Written By Lara Gillease

I was doing a series of Anat Baniel Method (ABM) NeuroMovement Lessons for 5 consecutive days with Danny, a 4-year old boy with cerebral palsy, whose family lives 4 hours away. Danny’s grandmother lives locally so they were staying with her. After I finished one of the lessons, Danny was playing with some toys while I spoke to the parents.

When it was time to go the father asked him, “Do you want to go to Grandma’s?”

I could see Danny was completely engaged in playing with one of the toys. Danny then clearly indicated, “No.”

As the father started to pick him up to take him to the car and ask him the same question, Danny started to cry while moving away from his father.

I asked the father to pause what he was doing. As soon as he did, Danny returned happily to playing with the toy.

I explained, “You asked Danny a question of whether he wanted to go to Grandma’s or not. He heard your question literally rather than what you were implying. You gave him a choice. He expressed his choice. Making him go to Grandma’s now is in effect taking away his choice. It doesn’t make sense to him and is what he was starting to cry about.”

As an ABM NeuroMovement teacher for over 15 years, I regularly talk to parents and other caregivers regarding —

Two ways to communicate clearly with a child:
      

1)    Tell the child what is going to happen next

When something specific is going to happen to the child, tell him about it before you do anything. This is called a ‘This is how it’s going to go’ statement.

I told Danny’s parents, “Instead of asking him a question, you could say, ‘This is how it’s going to go – I am going to pick you up and bring you the car to go to Grandma’s.'”

“Additionally it is important to you tell him BEFORE you do it, then give him time to take in that information. Then follow through with picking him up.”

A concerned look crossed the father’s face as he said, “That makes sense. But what if I forget and ask him a question when I need him to do something?”

“That’s okay. It happens. Especially at first since you are in the habit of using a question when you really mean a statement. What you can do is let Danny’s response be what happens next for two or three minutes. But after those couple of minutes have passed, you can then use the ‘This is how it’s going to go’ statement and follow through with it.”

 

2)    Ask a question when giving the child a choice

Asking a question is for when there truly is a choice.

There are two basic types of questions:

a)    A question in which the response would be a ‘yes’ or a ‘no’

‘Do you want _________________? Do you want to go outside, Mommy to pick you up? Water? To Eat’, etc.

b)    A question when giving an option between this or that

‘Do you want ________ or __________? ‘Do you want a book or a toy?’

If the child has a limited understanding of the words you are saying, then you can simplify it by showing him the items.  For a book and a toy, you can hold them in each hand while saying only one word- ‘Book?’ and slightly moving the book. Then hold it still while saying ‘Toy?’ and moving it.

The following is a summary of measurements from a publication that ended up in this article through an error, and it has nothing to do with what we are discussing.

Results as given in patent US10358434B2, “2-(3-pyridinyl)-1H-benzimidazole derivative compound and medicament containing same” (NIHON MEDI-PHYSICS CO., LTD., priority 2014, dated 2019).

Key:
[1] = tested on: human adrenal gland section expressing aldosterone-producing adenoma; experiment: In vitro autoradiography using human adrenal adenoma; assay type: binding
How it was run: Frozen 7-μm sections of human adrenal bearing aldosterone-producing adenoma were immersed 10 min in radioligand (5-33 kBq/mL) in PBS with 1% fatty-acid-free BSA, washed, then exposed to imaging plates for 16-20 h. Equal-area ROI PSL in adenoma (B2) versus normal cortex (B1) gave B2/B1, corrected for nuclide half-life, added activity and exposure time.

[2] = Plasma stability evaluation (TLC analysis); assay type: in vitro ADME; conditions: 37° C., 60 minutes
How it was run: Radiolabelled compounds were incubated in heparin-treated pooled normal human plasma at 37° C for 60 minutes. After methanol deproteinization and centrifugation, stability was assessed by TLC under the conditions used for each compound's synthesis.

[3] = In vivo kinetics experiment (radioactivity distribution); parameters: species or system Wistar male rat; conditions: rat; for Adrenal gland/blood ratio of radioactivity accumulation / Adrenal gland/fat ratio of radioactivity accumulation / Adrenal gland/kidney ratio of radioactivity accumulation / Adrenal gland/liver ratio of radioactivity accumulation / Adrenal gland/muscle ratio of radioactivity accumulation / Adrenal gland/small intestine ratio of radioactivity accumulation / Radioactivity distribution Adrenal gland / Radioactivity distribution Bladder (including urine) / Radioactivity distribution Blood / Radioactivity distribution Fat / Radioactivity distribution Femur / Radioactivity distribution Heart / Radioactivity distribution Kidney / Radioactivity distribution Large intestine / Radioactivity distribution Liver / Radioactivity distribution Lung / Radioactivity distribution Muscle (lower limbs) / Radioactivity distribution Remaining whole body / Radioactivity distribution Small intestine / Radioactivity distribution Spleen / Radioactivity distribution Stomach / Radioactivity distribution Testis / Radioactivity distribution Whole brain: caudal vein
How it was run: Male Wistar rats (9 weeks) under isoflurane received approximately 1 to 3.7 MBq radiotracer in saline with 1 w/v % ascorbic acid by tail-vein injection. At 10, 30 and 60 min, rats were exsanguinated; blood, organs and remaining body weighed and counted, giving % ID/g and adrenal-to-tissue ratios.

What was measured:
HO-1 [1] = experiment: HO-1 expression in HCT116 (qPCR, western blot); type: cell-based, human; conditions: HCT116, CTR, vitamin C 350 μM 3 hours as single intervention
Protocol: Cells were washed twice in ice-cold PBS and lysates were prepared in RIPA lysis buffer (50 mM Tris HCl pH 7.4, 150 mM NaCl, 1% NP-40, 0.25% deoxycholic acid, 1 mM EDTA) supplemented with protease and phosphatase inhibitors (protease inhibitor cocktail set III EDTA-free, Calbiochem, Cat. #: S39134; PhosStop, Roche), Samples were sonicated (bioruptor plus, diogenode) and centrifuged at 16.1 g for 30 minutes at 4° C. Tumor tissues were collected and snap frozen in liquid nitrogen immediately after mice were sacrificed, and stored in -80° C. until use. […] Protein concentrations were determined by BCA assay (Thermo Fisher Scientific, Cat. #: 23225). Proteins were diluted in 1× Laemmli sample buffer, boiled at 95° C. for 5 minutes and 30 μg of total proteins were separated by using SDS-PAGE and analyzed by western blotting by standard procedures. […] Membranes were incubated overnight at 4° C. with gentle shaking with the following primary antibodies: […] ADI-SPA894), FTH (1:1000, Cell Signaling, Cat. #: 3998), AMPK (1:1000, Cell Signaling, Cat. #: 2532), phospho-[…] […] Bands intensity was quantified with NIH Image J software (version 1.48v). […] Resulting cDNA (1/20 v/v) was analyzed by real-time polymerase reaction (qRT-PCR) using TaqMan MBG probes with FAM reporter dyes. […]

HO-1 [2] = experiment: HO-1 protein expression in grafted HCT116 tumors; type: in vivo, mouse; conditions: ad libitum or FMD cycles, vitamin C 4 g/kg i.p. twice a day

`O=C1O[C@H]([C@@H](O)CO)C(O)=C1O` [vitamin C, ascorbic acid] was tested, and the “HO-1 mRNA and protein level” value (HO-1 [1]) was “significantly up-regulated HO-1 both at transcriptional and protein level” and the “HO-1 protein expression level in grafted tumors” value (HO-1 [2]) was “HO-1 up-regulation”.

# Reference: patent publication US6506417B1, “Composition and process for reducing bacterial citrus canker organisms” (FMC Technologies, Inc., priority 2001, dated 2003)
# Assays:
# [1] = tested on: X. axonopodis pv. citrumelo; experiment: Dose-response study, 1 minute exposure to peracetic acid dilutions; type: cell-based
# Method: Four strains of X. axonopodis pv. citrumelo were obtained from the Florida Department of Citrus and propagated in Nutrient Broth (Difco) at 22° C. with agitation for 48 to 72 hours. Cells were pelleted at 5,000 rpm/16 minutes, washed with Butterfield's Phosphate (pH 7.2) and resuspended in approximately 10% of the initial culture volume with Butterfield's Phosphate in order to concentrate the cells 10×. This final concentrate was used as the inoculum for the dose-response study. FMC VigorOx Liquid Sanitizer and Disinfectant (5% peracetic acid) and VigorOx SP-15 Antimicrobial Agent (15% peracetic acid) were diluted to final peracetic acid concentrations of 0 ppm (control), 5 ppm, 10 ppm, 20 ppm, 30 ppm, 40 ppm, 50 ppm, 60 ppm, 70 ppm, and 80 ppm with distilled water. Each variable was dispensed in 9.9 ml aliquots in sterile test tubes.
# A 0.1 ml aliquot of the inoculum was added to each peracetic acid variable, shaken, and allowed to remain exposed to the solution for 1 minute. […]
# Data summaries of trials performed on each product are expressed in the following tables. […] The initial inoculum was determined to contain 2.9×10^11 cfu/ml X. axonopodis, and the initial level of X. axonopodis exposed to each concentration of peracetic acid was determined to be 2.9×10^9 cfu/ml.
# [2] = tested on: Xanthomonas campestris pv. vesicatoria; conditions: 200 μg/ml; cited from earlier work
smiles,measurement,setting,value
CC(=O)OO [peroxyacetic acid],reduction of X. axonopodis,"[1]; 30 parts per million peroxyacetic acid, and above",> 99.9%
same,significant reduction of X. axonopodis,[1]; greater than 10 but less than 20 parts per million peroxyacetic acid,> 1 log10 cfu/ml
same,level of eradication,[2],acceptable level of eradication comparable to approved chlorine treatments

Even if the child is not yet able to say the words book or toy, he may still be able to indicate which one he wants.

Some children reach for the one they want. Others may indicate by smiling. While yet others may just look at the one they want. It can depend on the child’s development and skill level. Even an infant tends to look at the one he wants.

I told Danny’s parents, “I am going to use both a ‘This is how it’s going to go’ statement and give him a choice within that.”

I turned to Danny and said, ‘Your lesson is all done. It is time to go to Grandma’s.”

I then had the parents stand quietly about a foot apart in front of him as I said slowly, “Do you want Mommy to pick you up?’ I pointed at Mommy. “Or Daddy to pick you up?” as I pointed at him.

Danny looked at his mom for several moments and then his dad. He was very quiet. It was like you could hear the wheels turning in his brain. Then this huge smile crossed his face as he kept looking at his dad. Since he doesn’t say ‘mom’ or ‘dad’ yet, I knew he was indicating he wanted Dad to pick him up.

So I had his father pick him up as soon as he smiled.

If I’d had the father wait several minutes to pick him up, Danny wouldn’t have associated his choice with him getting to be picked up by his dad.

Speaking to a child in one of two ways- telling him how something is going to go or giving him a choice- allows him to make better sense of his world and can make for clearer communication and calmer interactions between you.

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Lara Gillease, President & Founder of Lara’s Integrative Movement since 2000, teaches adults and children new ways of learning and how to move with greater ease and freedom while relieving tension and stress in one-on-one sessions. She also offers an online, self-study movement program, Move Free. Additionally she is one of Anat Baniel’s Trainers for teaching and certifying new Anat Baniel Method NeuroMovement Teachers and works alongside Anat Baniel and team at her world headquarters- The ABM NeuroMovement Center.

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Share with Lara your experiences about how you communicate with a child BELOW.

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